OT(Overseas Topic) India, Pakistan producing plutonium: Report

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India, Pakistan producing plutonium: Report

By Ramesh Chandran

The Times of India News Service


WASHINGTON: In the aftermath of the Pokhran nuclear tests in 1998, India is trying to increase the size of its stock of weapons grade plutonium and perhaps even highly enriched uranium (HEU) while Pakistan is engaged in full-scale production of HEU. This was suggested by a forthcoming report on the inventory of the two countries' fissile material and nuclear weapons.

The report says that while there has been some discussion of building a new plutonium production reactor, India may also be considering using its ``civil power reactors'' to increase its weapon-grade plutonium stock.

The report, entitled: ``Repairing the Regime: Preventing the Spread of Weapons of Mass Destruction'' edited by Joseph Cirincione admits that estimating the size of India and Pakistan's inventory of separated weapons grade plutonium and highly-enriched uranium has become more difficult following the nuclear tests in May 1998 since both countries treat the issue as ``highly classified'' and partly because such estimates provide a clear indication of the number of nuclear weapons they possess.

The Institute for Science and International Security (ISIS), a non-profit private institution committed to informing the public about science and policy issues and headed by David Albright issued a part of the report which said a ``new analytical approach'' was used to estimate India's stock of weapons-grade plutonium and Pakistan's inventory of weapons grade uranium.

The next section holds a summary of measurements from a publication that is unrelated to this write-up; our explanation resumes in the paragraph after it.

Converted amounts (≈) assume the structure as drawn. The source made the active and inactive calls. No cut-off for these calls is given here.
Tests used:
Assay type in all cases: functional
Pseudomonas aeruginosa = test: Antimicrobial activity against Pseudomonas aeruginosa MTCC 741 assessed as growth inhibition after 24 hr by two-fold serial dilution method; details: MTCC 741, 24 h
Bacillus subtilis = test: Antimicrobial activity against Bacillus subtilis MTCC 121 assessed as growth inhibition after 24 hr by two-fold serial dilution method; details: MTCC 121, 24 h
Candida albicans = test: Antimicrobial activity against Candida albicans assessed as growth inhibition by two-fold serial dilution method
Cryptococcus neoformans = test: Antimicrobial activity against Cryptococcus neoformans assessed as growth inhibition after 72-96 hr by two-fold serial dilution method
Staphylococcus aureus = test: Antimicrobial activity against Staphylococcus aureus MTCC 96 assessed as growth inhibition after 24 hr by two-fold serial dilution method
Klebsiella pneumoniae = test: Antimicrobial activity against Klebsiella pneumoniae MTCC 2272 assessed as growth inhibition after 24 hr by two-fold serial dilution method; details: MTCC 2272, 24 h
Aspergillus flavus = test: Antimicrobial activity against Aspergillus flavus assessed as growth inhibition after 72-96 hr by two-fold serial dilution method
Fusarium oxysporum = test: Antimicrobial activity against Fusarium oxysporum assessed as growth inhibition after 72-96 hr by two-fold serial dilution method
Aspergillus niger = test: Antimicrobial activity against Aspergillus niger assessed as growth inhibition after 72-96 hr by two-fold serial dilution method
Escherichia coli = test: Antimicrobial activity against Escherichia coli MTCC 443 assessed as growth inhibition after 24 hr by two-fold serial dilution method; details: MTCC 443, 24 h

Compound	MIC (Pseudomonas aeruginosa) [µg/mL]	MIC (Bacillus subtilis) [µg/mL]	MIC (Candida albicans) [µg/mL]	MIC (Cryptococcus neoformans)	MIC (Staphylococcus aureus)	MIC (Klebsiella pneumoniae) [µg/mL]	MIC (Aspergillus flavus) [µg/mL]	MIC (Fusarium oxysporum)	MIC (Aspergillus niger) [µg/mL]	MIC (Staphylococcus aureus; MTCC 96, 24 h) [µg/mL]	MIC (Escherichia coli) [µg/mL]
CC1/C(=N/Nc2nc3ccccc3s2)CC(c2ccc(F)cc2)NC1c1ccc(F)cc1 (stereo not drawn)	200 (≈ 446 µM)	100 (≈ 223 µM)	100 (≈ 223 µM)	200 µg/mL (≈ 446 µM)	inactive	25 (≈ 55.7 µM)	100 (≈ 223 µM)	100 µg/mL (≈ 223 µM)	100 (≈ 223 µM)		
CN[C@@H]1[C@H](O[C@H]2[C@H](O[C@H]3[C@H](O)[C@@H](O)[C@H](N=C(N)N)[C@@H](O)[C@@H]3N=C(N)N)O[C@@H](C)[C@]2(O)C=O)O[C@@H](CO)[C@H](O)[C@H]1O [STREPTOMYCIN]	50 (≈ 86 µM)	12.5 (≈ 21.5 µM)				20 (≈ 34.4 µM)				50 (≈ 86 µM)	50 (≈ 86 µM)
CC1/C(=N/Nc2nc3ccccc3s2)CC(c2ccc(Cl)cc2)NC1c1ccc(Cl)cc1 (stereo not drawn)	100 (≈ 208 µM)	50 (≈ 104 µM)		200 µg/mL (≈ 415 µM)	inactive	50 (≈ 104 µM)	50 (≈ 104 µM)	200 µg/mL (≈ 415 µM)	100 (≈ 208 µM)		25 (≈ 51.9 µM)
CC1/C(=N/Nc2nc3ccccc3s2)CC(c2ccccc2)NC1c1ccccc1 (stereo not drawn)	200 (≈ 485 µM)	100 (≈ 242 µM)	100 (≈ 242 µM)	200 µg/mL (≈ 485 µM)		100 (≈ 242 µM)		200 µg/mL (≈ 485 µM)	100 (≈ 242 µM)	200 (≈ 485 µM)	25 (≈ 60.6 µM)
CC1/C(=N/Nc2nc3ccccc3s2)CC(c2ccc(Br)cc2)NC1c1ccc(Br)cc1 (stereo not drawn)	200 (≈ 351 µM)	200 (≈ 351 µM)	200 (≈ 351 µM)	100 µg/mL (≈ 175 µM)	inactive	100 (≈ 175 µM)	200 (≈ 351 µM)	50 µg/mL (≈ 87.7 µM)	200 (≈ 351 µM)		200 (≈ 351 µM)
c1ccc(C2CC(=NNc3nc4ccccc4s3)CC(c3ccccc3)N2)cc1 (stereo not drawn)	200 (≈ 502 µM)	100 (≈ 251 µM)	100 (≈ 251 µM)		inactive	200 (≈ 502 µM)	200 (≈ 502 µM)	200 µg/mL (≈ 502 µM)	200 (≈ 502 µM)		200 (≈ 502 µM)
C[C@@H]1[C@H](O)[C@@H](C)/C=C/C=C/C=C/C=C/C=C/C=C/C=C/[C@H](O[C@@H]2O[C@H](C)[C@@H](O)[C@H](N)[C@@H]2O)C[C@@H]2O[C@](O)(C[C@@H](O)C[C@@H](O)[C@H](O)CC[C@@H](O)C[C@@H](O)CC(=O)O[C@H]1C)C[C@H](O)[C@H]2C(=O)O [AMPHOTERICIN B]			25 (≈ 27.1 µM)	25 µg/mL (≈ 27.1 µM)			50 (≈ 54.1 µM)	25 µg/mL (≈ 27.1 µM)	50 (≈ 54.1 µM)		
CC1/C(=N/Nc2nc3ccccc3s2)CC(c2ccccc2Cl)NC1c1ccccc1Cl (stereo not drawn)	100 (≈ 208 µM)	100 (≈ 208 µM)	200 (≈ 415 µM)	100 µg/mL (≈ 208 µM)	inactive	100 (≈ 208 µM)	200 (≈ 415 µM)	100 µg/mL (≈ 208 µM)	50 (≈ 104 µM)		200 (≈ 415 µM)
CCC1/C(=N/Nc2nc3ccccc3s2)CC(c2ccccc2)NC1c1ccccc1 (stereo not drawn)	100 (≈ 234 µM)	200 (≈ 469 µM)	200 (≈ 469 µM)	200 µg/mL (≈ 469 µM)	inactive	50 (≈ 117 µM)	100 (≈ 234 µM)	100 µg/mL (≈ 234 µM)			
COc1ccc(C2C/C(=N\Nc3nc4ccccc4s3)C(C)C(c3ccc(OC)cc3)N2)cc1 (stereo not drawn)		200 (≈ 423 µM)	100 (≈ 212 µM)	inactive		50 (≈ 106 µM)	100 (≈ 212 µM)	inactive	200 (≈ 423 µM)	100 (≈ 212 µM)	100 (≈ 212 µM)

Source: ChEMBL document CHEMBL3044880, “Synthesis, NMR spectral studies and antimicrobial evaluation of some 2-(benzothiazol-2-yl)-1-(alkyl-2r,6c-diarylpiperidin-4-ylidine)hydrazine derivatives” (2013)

The new approach used to disseminate the ``solid and ambiguous information'' is specifically aimed at capturing conflicting information about key parameters affecting estimates of the size of the inventories. For instance: US officials have recommended that India's Cirus and Dhruva plutonium reactors have a lifetime capacity factor of about 40 percent. In contrast, Indian officials have stated that the average capacity factor is significantly greater, as much as 60 to 70 percent. In this estimate, the report says, the most likely choice is selected as 40 percent with values up to 60 or 70 percent having a ``diminished probability'' of occurring. On the other hand, a lifetime capacity factor less than 30 percent is viewed as highly unlikely.

The report claims that India's inventory of weapon-grade plutonium is derived by estimating total production in its reactors and by subtracting ``drawdowns'' from nuclear testing, processing losses and civil uses of the weapon-grade plutonium.

The medium value, which is the value midway between the smallest and largest, is about 290 kilograms of weapons grade plutonium at the end of 1998.

Pakistan's inventory of weapon-grade uranium, according to the report, was derived by estimating several factors including total enrichment capacity and the feedstock into the enrichment plant and by subtracting drawdowns. An important factor in this calculation is that in 1998, LEU (low enriched uranium) widely reported to have been produced during the HEU moratorium from 1991 to 1998 was ``up-graded'' in the enrichment plants to weapons-grade uranium. This significantly increased Pakistan's inventory of weapons-grade uranium--although this rate of growth could not have been sustained because Pakistan would have run out of LEU in 1999.

Both India and Pakistan have additional stocks of plutonium and HEU. Pakistan has started a reactor that can make weapon-grade plutonium though the amount that is separated may be `relatively small.' Similarly, India operates a ``small enrichment plant'' that can, in theory make HEU. However, the report suggests, the amount produced so far is ``relatively small''.

) Bennett, Coleman & Co. Ltd. 2000.

-- Possible Impact (posim@hotmail.com), March 07, 2000

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